While Alonso’s move to the Bridge is unlikely, Sam Wallace announces “Chelsea finally made their move for Milan midfielder Andrea Pirlo yesterday which means that Carlo Ancelotti has won his first major battle as manager. The deal is expected to include striker Claudio Pizarro moving in the opposite direction with a cash addition of around £6m.”

Joleon Lescott’s proposed moved to Eastlands is up in the air this Saturday.

The move is definitely off according to Paul Walker who writes “Everton are bracing themselves for another bid from Manchester City for Joleon Lescott, but insist that they will not sell the England defender, even for £30m.” Taking the polar opposite view, David Woods counters with news that “moneybags City’s persistence over Lescott looks set to pay off with a fee of £20m enough for the Toffees to part with the England defender.”

Offering a third way, Ian Gibb spouts that “City are preparing a take-it-or-leave-it offer of around £22million for Everton defender Joleon Lescott as manager Mark Hughes sizes up two other targets. Hughes may switch his sights to Newcastle’s Sebastien Bassong and Chelsea’s Alex if Everton remain resistant to City’s money. City have also lodged a £10m offer with Leeds for their much coveted England Under-21 midfielder Fabian Delph, 19.” While injecting a new set of facts with turn the story on its head once more, John Cross claims that Everton are poised to sign Arsenal’s Philippe Senderos in a move that suggests the Merseysiders may be about to lose Lescott.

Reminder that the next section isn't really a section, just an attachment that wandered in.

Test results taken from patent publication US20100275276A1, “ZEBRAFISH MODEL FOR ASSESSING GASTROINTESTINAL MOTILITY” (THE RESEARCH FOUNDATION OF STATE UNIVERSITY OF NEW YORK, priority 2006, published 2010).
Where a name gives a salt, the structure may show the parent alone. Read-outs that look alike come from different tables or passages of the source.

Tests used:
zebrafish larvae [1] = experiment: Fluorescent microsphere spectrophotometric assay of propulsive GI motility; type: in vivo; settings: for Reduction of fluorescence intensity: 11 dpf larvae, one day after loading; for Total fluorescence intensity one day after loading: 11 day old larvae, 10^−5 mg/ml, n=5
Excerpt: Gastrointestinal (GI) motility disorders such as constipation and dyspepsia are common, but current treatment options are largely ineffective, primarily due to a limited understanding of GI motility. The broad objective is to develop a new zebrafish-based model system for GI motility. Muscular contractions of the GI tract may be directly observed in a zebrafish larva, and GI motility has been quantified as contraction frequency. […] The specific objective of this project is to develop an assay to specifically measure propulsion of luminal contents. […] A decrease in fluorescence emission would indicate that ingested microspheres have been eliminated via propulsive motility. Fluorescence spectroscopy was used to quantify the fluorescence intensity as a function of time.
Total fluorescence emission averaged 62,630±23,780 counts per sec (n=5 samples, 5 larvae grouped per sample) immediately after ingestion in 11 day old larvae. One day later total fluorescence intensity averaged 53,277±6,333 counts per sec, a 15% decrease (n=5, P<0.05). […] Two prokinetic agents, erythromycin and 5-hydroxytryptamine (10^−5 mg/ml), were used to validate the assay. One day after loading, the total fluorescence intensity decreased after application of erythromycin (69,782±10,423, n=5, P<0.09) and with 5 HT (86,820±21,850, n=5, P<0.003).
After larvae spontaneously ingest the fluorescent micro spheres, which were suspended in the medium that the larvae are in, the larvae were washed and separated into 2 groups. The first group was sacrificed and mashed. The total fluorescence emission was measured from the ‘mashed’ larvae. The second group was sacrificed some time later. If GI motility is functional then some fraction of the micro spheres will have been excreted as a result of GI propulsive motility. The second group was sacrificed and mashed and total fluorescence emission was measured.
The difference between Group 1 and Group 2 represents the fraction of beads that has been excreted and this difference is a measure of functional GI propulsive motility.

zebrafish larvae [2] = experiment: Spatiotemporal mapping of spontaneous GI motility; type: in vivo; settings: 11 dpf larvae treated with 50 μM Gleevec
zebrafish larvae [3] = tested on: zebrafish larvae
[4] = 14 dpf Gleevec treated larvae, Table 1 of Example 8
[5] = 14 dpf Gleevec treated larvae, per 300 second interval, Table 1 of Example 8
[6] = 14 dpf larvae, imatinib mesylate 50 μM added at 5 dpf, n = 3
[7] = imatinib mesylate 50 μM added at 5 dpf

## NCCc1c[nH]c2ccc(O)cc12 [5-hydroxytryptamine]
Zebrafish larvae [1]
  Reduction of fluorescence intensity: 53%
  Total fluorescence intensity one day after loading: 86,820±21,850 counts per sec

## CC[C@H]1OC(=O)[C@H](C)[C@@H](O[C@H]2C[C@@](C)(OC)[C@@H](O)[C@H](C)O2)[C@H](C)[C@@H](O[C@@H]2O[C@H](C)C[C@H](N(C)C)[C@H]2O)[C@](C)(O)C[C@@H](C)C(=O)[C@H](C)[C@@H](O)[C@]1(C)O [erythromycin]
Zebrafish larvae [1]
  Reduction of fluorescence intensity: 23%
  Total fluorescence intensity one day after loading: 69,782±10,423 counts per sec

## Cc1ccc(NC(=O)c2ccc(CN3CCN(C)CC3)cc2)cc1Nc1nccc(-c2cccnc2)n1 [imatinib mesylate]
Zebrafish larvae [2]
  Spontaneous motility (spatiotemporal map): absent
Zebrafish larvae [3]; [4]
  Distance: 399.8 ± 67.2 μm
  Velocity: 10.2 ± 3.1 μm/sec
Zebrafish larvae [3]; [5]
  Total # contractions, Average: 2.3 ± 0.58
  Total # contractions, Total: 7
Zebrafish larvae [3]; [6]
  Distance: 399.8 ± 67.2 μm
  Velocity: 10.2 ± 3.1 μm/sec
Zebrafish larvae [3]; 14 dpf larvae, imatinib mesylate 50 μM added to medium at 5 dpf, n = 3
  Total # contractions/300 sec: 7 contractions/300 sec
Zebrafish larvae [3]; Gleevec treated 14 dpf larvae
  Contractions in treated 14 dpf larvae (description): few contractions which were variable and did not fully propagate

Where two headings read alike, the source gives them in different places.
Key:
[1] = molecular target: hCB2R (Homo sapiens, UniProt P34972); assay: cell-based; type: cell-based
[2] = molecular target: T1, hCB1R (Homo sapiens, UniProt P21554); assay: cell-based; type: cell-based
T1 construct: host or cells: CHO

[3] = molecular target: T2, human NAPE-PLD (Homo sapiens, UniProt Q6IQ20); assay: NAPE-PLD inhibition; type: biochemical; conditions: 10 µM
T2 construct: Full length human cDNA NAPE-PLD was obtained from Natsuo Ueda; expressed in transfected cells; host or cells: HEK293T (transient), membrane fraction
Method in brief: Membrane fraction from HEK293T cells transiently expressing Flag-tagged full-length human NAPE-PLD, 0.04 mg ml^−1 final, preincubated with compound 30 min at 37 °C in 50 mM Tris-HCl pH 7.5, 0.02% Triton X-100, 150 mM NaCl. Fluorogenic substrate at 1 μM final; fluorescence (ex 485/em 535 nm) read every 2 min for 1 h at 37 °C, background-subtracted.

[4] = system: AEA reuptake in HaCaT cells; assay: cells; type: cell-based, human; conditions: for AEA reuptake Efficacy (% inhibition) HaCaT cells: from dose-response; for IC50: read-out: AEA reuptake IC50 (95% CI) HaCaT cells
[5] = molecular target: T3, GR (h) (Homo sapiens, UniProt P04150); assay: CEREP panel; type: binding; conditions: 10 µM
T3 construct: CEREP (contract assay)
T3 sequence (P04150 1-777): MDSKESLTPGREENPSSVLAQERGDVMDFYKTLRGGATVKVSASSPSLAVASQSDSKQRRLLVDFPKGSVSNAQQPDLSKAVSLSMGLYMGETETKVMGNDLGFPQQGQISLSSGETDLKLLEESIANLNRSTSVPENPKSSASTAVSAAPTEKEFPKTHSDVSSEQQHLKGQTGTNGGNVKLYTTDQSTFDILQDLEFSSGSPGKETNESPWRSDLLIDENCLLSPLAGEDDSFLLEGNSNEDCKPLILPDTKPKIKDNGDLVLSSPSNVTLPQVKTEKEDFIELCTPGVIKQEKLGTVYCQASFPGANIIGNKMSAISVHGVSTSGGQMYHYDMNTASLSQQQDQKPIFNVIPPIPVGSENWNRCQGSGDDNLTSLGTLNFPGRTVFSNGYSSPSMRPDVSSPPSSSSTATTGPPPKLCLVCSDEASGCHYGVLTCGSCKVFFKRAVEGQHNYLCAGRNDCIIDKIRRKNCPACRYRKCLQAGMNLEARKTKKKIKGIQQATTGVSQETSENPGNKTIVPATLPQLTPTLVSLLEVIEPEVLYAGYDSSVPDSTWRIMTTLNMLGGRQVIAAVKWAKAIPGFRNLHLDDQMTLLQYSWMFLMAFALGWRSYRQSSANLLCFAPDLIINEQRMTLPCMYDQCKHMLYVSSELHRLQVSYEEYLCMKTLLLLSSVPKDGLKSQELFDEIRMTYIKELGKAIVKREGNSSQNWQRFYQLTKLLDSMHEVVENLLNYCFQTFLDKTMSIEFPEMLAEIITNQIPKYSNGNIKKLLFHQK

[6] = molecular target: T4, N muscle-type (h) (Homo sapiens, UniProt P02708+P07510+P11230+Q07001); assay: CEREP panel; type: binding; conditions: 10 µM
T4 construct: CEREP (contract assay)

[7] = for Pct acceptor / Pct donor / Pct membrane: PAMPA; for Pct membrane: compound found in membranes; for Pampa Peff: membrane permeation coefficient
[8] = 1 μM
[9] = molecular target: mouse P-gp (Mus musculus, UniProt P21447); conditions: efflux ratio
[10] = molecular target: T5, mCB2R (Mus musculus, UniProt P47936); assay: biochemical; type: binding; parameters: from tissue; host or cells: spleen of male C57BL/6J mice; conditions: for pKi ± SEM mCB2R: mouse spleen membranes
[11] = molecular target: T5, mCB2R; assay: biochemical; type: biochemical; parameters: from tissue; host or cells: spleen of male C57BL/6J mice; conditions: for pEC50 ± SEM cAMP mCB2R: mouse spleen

Wrapping up the rest of the transfer gossip, the Independent link Hull to wantaway Toon defender Habib Beye, West Ham remain focused on attracting Eidur Gudjohnsen from Barcelona, and Alan Nixon toots that “Blackburn boss Sam Allardyce is hurrying through a £6million deal for Croatia striker Nikola Kalinic to stop Porto snatching him away.”

Lastly, Duncan Wright spread the tale that “Manchester United are hoping to snap up highly-rated Turkish striker Sercan Yildirm. Sir Alex Ferguson has been alerted to the 19-year-old Bursaspor forward by his European scouts and is preparing a £3.5m bid.”